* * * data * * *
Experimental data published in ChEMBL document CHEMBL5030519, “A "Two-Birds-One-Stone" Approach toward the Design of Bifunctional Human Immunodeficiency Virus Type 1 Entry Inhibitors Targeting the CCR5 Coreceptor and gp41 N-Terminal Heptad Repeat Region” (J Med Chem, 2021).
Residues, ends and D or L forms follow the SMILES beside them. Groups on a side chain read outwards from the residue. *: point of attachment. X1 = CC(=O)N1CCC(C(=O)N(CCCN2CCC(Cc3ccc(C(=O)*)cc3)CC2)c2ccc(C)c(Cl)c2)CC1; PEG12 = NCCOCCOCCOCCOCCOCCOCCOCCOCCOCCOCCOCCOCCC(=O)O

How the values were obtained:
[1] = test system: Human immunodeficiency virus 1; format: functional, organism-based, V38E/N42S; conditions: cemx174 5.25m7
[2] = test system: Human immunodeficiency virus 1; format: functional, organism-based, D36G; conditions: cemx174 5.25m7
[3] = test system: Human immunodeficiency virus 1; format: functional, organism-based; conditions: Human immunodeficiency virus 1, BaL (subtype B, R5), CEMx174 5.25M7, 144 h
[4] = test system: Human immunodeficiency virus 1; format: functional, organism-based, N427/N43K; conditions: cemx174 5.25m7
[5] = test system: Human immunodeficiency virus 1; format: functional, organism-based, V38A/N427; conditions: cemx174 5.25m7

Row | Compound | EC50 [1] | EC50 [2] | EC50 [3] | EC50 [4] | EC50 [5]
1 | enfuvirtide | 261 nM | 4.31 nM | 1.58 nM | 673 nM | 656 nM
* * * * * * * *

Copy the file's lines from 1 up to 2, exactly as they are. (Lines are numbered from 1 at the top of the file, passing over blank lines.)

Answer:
Experimental data published in ChEMBL document CHEMBL5030519, “A "Two-Birds-One-Stone" Approach toward the Design of Bifunctional Human Immunodeficiency Virus Type 1 Entry Inhibitors Targeting the CCR5 Coreceptor and gp41 N-Terminal Heptad Repeat Region” (J Med Chem, 2021).
Residues, ends and D or L forms follow the SMILES beside them. Groups on a side chain read outwards from the residue. *: point of attachment. X1 = CC(=O)N1CCC(C(=O)N(CCCN2CCC(Cc3ccc(C(=O)*)cc3)CC2)c2ccc(C)c(Cl)c2)CC1; PEG12 = NCCOCCOCCOCCOCCOCCOCCOCCOCCOCCOCCOCCOCCC(=O)O